The person who sacrifices the leader and launches the missile has to control it to hit the opposing teams statue in the air. In order to win the opposing team has to repeat the process 3 times before the statue is destroyed for a team to win. There are four factions: the Clowns, the Dolls, the Skulls, and the Holy Men. The former having been announced as being inspired by Sweet Tooth and Dollface respectively. The latter are led by Mr. Grimm and the Preacher respectively.[4]

Plot[edit]

The Twisted Fate of Sweet Tooth the Clown

The first arc features Sweet Tooth, a demented, clown-themed serial killer with flames on his scalp. His real name is Marcus Kane, a former ice cream man who had a wife and children. He secretly felt depressed about his normal, dull life, developed Disassociative Identity Disorder, and created a split personality named "Needles". Eventually, the Needles persona took over Marcus' mind, after convincing him to carve the wooden clown mask he would wear in his new identity. Renaming himself "Sweet Tooth", he murders almost all of his family, but fails to kill his daughter Sophie when she stabs him in the right eye with a pair of scissors.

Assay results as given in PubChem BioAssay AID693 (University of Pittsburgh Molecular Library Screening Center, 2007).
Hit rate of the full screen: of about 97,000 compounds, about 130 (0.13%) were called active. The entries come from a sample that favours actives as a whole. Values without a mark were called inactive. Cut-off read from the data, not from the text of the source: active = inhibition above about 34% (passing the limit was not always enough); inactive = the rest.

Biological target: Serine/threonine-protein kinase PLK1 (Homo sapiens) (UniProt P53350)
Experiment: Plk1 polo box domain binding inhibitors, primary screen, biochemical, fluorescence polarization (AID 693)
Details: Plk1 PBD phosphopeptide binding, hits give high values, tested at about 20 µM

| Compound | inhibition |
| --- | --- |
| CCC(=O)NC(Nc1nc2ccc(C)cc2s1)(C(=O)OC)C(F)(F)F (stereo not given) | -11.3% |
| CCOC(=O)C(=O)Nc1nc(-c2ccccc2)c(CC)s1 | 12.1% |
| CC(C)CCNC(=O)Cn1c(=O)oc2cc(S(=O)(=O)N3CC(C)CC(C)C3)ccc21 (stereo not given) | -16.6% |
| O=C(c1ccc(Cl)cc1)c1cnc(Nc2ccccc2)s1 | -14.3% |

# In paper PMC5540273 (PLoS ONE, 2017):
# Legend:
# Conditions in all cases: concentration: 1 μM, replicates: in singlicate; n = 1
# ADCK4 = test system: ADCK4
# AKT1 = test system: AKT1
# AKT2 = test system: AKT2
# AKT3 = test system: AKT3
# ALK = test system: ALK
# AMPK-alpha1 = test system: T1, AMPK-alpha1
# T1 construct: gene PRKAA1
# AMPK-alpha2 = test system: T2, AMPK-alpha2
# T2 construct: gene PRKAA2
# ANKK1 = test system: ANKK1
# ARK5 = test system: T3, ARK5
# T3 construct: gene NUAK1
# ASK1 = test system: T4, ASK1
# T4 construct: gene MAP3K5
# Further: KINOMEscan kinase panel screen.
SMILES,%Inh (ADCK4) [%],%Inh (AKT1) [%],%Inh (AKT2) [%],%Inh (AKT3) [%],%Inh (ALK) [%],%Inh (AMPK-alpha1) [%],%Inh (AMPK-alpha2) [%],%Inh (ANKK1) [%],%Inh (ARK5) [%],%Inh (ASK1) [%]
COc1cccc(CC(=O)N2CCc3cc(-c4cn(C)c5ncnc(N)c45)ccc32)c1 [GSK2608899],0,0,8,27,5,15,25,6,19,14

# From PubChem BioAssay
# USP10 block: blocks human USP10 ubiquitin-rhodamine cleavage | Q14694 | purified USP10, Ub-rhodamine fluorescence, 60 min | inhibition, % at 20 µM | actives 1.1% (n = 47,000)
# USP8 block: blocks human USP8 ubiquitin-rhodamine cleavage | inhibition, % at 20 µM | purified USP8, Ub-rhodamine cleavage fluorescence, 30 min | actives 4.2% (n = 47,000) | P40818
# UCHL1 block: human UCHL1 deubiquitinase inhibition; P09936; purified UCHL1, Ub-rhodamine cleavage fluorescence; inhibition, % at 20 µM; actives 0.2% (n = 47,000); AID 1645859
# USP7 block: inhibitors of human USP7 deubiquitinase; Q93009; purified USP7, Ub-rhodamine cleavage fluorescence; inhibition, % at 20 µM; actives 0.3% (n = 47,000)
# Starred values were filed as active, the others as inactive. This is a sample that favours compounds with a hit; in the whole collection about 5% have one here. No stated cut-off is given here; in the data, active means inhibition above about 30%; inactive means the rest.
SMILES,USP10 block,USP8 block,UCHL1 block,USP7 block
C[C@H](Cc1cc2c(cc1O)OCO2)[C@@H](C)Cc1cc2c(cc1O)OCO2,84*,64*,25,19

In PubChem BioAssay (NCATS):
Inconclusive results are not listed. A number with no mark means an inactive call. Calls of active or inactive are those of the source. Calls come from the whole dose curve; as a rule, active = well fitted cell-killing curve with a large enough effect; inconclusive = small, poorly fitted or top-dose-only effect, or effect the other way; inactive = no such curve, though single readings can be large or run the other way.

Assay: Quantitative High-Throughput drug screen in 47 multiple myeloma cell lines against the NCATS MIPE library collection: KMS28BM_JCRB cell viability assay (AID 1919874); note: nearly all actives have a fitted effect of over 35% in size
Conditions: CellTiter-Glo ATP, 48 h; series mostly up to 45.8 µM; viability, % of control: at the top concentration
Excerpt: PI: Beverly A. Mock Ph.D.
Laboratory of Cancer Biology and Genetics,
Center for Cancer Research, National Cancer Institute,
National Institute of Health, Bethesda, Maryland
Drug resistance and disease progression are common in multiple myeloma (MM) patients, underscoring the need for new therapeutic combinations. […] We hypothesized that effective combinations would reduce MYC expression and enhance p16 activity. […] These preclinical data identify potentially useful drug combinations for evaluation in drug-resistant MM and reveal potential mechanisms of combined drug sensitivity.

Since then, Sweet Tooth has become obsessed with finding Sophie, "the one that got away", and finishing the job he started years ago. Prior to the game's beginning, he attacked a hospital where he sensed his daughter was staying, but seemingly missed her by a matter of minutes. Frustrated, Sweet Tooth decides to enter the Twisted Metal contest, intent on having Calypso send him to wherever his daughter is hiding.